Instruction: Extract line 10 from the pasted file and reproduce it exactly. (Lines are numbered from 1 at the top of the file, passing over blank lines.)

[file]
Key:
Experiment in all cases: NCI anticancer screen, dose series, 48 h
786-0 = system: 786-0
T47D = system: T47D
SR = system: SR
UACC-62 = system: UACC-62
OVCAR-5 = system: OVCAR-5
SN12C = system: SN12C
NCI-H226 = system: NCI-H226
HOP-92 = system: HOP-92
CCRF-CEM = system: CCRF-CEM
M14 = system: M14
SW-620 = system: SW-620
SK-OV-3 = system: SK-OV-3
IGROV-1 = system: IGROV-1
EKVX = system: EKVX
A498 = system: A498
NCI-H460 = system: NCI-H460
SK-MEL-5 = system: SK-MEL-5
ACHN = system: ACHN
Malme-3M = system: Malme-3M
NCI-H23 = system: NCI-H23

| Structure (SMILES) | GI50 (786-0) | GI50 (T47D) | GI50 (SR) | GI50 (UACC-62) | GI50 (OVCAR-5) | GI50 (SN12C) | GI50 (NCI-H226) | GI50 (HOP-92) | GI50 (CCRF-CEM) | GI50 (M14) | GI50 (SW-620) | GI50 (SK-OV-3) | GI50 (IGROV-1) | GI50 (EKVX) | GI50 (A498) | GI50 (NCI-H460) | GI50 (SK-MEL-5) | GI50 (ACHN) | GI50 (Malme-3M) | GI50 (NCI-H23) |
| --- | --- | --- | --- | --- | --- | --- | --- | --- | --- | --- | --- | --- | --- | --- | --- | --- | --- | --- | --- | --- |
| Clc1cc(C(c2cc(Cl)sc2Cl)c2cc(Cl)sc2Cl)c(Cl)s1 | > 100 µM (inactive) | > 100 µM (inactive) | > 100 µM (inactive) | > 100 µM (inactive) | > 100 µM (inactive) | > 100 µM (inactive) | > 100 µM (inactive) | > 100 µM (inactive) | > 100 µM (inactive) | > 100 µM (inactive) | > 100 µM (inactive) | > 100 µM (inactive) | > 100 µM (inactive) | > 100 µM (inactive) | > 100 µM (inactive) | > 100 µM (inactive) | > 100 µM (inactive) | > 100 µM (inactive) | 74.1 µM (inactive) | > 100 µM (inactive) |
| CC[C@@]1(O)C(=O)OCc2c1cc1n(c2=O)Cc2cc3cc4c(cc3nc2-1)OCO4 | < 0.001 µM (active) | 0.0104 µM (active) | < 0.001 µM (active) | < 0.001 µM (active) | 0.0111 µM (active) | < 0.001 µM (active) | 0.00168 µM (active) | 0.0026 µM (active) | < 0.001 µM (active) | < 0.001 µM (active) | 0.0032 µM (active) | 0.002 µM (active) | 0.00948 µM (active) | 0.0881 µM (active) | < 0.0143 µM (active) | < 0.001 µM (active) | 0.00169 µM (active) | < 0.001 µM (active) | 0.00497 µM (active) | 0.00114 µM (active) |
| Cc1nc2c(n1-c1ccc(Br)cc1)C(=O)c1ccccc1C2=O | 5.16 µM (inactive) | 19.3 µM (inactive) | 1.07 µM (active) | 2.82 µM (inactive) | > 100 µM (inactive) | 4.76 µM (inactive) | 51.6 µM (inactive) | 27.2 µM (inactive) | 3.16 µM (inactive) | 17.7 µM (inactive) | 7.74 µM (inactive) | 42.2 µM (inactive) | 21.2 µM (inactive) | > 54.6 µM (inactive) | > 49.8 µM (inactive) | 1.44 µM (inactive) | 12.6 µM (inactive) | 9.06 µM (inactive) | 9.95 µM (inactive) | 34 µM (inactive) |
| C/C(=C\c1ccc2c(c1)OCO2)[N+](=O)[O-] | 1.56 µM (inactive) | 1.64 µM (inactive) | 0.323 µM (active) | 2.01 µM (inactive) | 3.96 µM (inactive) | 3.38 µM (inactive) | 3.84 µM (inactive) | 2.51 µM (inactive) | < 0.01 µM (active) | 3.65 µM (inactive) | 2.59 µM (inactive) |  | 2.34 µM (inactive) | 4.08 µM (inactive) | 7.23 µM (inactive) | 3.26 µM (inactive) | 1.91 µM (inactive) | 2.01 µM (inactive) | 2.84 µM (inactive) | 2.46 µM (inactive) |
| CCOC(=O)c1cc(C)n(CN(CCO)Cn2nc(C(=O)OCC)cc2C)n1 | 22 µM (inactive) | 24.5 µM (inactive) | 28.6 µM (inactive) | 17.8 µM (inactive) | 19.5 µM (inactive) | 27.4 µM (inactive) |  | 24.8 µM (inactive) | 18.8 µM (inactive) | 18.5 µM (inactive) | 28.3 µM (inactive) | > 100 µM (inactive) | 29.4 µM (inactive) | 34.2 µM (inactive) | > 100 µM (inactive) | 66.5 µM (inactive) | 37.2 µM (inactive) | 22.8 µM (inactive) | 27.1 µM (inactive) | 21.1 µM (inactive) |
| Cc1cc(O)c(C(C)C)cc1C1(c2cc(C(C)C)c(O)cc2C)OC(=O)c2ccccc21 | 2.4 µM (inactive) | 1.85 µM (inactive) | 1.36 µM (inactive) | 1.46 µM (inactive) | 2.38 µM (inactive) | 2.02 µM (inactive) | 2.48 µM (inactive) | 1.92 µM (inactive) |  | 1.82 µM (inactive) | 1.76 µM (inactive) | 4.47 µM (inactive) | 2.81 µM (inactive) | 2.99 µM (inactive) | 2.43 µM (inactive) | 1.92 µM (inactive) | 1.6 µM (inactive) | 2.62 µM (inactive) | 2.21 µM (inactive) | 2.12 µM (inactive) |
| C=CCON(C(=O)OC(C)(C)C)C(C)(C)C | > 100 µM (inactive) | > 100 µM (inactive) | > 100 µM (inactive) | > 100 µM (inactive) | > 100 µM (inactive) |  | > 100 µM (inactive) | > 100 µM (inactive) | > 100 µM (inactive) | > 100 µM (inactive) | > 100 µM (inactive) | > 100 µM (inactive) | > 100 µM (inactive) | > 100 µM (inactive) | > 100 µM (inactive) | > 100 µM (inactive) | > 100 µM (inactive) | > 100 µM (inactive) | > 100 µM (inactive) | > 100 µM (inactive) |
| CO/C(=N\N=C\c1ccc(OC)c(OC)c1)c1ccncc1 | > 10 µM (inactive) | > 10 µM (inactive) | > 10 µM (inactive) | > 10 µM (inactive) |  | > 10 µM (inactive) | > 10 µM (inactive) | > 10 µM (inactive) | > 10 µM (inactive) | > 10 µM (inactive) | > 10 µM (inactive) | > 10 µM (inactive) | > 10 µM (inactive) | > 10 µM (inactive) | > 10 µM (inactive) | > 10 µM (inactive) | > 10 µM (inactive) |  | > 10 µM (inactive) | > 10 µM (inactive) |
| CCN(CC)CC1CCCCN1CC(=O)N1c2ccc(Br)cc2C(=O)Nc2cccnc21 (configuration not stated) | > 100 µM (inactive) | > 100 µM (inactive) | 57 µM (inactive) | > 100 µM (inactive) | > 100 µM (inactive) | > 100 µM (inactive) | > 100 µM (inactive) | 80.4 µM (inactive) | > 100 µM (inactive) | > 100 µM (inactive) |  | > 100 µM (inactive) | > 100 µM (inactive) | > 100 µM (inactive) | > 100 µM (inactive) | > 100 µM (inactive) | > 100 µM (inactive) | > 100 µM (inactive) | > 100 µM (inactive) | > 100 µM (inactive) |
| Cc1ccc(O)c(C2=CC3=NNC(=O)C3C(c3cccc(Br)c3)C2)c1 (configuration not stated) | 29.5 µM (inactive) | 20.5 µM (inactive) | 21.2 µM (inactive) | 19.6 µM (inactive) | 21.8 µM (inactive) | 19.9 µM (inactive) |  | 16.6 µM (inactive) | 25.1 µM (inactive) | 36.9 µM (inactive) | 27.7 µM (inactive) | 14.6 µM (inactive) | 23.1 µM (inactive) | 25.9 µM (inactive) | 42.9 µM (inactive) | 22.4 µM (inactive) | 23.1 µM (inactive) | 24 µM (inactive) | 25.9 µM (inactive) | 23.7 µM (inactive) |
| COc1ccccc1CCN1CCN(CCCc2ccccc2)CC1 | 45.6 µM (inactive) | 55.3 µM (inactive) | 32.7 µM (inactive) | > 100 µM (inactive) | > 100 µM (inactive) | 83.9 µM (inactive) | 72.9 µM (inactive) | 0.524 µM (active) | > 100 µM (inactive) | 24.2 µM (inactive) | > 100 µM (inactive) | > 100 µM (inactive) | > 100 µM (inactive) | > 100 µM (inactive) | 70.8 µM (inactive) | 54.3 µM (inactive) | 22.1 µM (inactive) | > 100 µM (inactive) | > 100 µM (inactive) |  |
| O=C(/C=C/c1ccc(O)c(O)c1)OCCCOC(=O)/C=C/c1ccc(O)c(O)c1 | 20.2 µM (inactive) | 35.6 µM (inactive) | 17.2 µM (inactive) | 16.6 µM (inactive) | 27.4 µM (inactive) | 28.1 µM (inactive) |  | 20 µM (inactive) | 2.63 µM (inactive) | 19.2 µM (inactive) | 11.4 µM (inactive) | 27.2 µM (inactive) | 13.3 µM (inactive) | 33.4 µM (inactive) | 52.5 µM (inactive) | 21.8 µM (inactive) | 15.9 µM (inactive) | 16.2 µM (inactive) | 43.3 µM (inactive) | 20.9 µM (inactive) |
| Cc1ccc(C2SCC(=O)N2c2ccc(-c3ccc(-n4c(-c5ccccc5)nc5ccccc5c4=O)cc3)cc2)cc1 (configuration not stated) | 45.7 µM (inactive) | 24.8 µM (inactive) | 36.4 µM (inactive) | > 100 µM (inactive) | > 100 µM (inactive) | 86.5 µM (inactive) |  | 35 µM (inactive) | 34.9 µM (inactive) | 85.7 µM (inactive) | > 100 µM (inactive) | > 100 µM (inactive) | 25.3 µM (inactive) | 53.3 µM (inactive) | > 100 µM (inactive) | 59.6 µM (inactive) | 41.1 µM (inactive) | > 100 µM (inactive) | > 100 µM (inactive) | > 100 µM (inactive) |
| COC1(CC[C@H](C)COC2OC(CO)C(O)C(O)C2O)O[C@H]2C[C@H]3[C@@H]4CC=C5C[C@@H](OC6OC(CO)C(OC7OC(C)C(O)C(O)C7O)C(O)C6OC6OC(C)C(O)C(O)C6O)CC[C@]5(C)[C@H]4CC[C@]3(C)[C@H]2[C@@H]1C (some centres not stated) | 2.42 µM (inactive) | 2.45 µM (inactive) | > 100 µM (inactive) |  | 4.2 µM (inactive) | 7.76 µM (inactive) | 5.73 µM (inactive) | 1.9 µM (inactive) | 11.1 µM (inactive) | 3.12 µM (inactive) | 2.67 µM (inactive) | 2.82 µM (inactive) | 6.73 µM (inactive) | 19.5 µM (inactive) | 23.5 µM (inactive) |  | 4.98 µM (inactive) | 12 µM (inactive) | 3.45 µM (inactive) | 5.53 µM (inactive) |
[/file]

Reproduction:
HOP-92 = system: HOP-92